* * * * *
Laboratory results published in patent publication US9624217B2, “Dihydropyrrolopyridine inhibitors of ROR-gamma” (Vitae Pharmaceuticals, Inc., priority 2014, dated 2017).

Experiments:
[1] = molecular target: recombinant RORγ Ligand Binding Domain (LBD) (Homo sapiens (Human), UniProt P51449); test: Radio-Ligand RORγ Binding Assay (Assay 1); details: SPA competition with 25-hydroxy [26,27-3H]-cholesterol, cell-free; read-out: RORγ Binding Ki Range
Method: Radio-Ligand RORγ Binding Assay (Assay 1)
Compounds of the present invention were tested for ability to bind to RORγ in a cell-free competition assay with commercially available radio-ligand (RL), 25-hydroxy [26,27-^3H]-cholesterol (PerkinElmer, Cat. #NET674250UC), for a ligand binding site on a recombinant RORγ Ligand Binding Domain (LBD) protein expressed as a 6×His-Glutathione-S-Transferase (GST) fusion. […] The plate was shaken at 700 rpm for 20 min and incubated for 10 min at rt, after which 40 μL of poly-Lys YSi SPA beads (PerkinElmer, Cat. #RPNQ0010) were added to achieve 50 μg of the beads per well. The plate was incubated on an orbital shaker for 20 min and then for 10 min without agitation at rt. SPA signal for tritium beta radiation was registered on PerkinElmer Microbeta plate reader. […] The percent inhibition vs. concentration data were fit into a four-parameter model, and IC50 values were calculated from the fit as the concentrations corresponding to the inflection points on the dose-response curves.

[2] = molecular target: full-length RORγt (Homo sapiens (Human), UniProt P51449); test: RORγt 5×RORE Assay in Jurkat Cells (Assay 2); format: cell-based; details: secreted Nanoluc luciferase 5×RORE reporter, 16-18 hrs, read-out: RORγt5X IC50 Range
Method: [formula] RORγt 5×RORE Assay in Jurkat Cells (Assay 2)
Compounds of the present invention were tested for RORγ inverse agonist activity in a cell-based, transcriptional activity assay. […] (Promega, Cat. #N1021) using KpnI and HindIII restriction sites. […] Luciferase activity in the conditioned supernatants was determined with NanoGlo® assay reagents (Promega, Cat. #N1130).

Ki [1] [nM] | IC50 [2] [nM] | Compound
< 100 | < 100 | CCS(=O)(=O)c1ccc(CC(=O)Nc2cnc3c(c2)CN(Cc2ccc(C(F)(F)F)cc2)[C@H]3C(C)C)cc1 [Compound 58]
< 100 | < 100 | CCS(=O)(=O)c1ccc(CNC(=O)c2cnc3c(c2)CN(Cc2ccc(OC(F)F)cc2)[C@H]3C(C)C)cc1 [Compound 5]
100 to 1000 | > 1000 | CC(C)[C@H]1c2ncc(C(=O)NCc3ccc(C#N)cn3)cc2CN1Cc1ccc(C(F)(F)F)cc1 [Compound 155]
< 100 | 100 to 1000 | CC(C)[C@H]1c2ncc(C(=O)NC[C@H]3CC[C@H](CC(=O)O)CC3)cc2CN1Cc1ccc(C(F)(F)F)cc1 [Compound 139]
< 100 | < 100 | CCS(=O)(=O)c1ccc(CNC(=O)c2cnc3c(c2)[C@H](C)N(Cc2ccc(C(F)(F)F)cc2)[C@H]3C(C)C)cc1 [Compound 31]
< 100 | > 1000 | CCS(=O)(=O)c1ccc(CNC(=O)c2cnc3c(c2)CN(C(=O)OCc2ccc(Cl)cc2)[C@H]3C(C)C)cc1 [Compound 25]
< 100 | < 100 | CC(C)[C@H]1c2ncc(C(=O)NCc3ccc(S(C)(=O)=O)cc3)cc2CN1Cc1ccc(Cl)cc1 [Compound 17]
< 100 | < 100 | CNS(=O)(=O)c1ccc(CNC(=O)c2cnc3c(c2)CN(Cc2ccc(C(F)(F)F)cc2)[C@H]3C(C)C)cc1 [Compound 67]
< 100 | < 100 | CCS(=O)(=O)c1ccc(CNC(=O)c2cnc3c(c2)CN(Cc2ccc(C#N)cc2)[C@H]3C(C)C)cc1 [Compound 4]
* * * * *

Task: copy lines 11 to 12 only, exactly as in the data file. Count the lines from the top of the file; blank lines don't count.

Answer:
< 100 | < 100 | CCS(=O)(=O)c1ccc(CNC(=O)c2cnc3c(c2)CN(Cc2ccc(OC(F)F)cc2)[C@H]3C(C)C)cc1 [Compound 5]
100 to 1000 | > 1000 | CC(C)[C@H]1c2ncc(C(=O)NCc3ccc(C#N)cn3)cc2CN1Cc1ccc(C(F)(F)F)cc1 [Compound 155]